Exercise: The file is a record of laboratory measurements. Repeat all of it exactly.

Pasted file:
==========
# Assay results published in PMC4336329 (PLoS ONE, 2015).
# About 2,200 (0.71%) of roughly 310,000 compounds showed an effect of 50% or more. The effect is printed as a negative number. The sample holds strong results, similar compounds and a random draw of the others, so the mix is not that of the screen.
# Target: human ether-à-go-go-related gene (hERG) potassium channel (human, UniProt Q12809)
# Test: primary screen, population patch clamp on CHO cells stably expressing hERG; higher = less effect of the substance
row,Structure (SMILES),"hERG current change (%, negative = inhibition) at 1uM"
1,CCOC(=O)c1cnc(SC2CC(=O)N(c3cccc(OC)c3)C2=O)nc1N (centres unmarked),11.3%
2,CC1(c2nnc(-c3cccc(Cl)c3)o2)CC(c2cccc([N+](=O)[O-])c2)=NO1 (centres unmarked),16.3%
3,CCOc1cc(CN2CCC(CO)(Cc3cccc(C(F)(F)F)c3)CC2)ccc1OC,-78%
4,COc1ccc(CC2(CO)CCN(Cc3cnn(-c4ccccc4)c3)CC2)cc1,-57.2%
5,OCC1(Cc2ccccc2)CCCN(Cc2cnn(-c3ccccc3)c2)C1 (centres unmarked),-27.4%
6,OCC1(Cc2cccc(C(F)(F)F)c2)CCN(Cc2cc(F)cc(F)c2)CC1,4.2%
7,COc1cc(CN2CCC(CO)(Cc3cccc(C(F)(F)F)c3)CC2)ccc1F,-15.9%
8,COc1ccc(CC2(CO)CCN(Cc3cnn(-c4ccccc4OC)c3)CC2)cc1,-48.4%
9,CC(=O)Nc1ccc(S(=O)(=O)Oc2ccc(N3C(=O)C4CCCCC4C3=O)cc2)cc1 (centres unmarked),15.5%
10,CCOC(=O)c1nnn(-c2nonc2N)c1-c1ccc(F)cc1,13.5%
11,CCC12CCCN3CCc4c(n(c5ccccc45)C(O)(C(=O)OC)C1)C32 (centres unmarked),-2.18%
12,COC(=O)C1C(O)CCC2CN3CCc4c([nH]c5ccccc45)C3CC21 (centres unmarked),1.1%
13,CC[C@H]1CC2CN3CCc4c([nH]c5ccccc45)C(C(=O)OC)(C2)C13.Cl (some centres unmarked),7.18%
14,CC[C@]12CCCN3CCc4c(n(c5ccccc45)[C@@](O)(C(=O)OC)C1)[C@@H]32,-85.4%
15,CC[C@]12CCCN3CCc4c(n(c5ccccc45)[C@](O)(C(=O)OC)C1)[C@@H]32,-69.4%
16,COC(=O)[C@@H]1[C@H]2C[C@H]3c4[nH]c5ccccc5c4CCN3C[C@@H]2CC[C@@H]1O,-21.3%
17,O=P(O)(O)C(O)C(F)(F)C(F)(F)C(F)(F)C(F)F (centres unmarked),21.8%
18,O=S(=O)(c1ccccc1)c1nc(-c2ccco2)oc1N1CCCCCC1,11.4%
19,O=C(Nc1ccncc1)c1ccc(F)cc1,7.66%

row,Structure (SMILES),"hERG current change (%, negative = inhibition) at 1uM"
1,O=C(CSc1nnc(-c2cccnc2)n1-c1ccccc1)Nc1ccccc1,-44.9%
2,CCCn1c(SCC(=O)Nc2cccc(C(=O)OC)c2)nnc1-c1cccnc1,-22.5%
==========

# Assay results published in PMC4336329 (PLoS ONE, 2015).
# About 2,200 (0.71%) of roughly 310,000 compounds showed an effect of 50% or more. The effect is printed as a negative number. The sample holds strong results, similar compounds and a random draw of the others, so the mix is not that of the screen.
# Target: human ether-à-go-go-related gene (hERG) potassium channel (human, UniProt Q12809)
# Test: primary screen, population patch clamp on CHO cells stably expressing hERG; higher = less effect of the substance
row,Structure (SMILES),"hERG current change (%, negative = inhibition) at 1uM"
1,CCOC(=O)c1cnc(SC2CC(=O)N(c3cccc(OC)c3)C2=O)nc1N (centres unmarked),11.3%
2,CC1(c2nnc(-c3cccc(Cl)c3)o2)CC(c2cccc([N+](=O)[O-])c2)=NO1 (centres unmarked),16.3%
3,CCOc1cc(CN2CCC(CO)(Cc3cccc(C(F)(F)F)c3)CC2)ccc1OC,-78%
4,COc1ccc(CC2(CO)CCN(Cc3cnn(-c4ccccc4)c3)CC2)cc1,-57.2%
5,OCC1(Cc2ccccc2)CCCN(Cc2cnn(-c3ccccc3)c2)C1 (centres unmarked),-27.4%
6,OCC1(Cc2cccc(C(F)(F)F)c2)CCN(Cc2cc(F)cc(F)c2)CC1,4.2%
7,COc1cc(CN2CCC(CO)(Cc3cccc(C(F)(F)F)c3)CC2)ccc1F,-15.9%
8,COc1ccc(CC2(CO)CCN(Cc3cnn(-c4ccccc4OC)c3)CC2)cc1,-48.4%
9,CC(=O)Nc1ccc(S(=O)(=O)Oc2ccc(N3C(=O)C4CCCCC4C3=O)cc2)cc1 (centres unmarked),15.5%
10,CCOC(=O)c1nnn(-c2nonc2N)c1-c1ccc(F)cc1,13.5%
11,CCC12CCCN3CCc4c(n(c5ccccc45)C(O)(C(=O)OC)C1)C32 (centres unmarked),-2.18%
12,COC(=O)C1C(O)CCC2CN3CCc4c([nH]c5ccccc45)C3CC21 (centres unmarked),1.1%
13,CC[C@H]1CC2CN3CCc4c([nH]c5ccccc45)C(C(=O)OC)(C2)C13.Cl (some centres unmarked),7.18%
14,CC[C@]12CCCN3CCc4c(n(c5ccccc45)[C@@](O)(C(=O)OC)C1)[C@@H]32,-85.4%
15,CC[C@]12CCCN3CCc4c(n(c5ccccc45)[C@](O)(C(=O)OC)C1)[C@@H]32,-69.4%
16,COC(=O)[C@@H]1[C@H]2C[C@H]3c4[nH]c5ccccc5c4CCN3C[C@@H]2CC[C@@H]1O,-21.3%
17,O=P(O)(O)C(O)C(F)(F)C(F)(F)C(F)(F)C(F)F (centres unmarked),21.8%
18,O=S(=O)(c1ccccc1)c1nc(-c2ccco2)oc1N1CCCCCC1,11.4%
19,O=C(Nc1ccncc1)c1ccc(F)cc1,7.66%

row,Structure (SMILES),"hERG current change (%, negative = inhibition) at 1uM"
1,O=C(CSc1nnc(-c2cccnc2)n1-c1ccccc1)Nc1ccccc1,-44.9%
2,CCCn1c(SCC(=O)Nc2cccc(C(=O)OC)c2)nnc1-c1cccnc1,-22.5%